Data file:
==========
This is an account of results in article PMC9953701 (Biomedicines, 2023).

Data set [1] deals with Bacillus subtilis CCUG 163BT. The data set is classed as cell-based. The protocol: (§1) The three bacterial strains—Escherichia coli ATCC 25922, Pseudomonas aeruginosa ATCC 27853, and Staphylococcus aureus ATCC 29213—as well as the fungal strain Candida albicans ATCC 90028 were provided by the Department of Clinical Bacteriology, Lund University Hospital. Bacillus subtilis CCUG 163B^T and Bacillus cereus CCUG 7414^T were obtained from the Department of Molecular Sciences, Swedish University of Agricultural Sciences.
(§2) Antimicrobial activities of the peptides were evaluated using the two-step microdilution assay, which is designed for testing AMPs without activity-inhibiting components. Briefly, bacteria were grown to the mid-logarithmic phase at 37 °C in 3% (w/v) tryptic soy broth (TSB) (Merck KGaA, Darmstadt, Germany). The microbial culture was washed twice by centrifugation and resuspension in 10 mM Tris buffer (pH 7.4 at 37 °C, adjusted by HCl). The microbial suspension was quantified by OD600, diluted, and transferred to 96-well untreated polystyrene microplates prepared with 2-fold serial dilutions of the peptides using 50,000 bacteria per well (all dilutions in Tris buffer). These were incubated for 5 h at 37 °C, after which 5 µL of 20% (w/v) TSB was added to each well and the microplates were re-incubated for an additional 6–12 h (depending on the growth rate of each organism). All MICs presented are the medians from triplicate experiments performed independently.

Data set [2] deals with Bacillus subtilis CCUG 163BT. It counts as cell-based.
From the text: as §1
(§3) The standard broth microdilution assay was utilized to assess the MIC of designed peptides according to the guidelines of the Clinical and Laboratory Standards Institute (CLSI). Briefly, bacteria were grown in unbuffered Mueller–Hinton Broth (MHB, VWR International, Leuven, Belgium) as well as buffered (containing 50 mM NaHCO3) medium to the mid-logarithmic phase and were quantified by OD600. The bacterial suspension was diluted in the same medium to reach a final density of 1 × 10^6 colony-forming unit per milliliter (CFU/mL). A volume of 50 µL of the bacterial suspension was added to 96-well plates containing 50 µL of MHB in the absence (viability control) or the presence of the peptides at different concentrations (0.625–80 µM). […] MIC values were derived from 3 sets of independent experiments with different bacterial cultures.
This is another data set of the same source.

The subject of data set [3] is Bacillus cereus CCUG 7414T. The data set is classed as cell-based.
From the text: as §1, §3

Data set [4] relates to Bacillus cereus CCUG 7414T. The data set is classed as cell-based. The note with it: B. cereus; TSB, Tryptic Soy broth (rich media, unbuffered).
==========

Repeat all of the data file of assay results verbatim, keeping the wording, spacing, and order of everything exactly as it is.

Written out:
This is an account of results in article PMC9953701 (Biomedicines, 2023).

Data set [1] deals with Bacillus subtilis CCUG 163BT. The data set is classed as cell-based. The protocol: (§1) The three bacterial strains—Escherichia coli ATCC 25922, Pseudomonas aeruginosa ATCC 27853, and Staphylococcus aureus ATCC 29213—as well as the fungal strain Candida albicans ATCC 90028 were provided by the Department of Clinical Bacteriology, Lund University Hospital. Bacillus subtilis CCUG 163B^T and Bacillus cereus CCUG 7414^T were obtained from the Department of Molecular Sciences, Swedish University of Agricultural Sciences.
(§2) Antimicrobial activities of the peptides were evaluated using the two-step microdilution assay, which is designed for testing AMPs without activity-inhibiting components. Briefly, bacteria were grown to the mid-logarithmic phase at 37 °C in 3% (w/v) tryptic soy broth (TSB) (Merck KGaA, Darmstadt, Germany). The microbial culture was washed twice by centrifugation and resuspension in 10 mM Tris buffer (pH 7.4 at 37 °C, adjusted by HCl). The microbial suspension was quantified by OD600, diluted, and transferred to 96-well untreated polystyrene microplates prepared with 2-fold serial dilutions of the peptides using 50,000 bacteria per well (all dilutions in Tris buffer). These were incubated for 5 h at 37 °C, after which 5 µL of 20% (w/v) TSB was added to each well and the microplates were re-incubated for an additional 6–12 h (depending on the growth rate of each organism). All MICs presented are the medians from triplicate experiments performed independently.

Data set [2] deals with Bacillus subtilis CCUG 163BT. It counts as cell-based.
From the text: as §1
(§3) The standard broth microdilution assay was utilized to assess the MIC of designed peptides according to the guidelines of the Clinical and Laboratory Standards Institute (CLSI). Briefly, bacteria were grown in unbuffered Mueller–Hinton Broth (MHB, VWR International, Leuven, Belgium) as well as buffered (containing 50 mM NaHCO3) medium to the mid-logarithmic phase and were quantified by OD600. The bacterial suspension was diluted in the same medium to reach a final density of 1 × 10^6 colony-forming unit per milliliter (CFU/mL). A volume of 50 µL of the bacterial suspension was added to 96-well plates containing 50 µL of MHB in the absence (viability control) or the presence of the peptides at different concentrations (0.625–80 µM). […] MIC values were derived from 3 sets of independent experiments with different bacterial cultures.
This is another data set of the same source.

The subject of data set [3] is Bacillus cereus CCUG 7414T. The data set is classed as cell-based.
From the text: as §1, §3

Data set [4] relates to Bacillus cereus CCUG 7414T. The data set is classed as cell-based. The note with it: B. cereus; TSB, Tryptic Soy broth (rich media, unbuffered).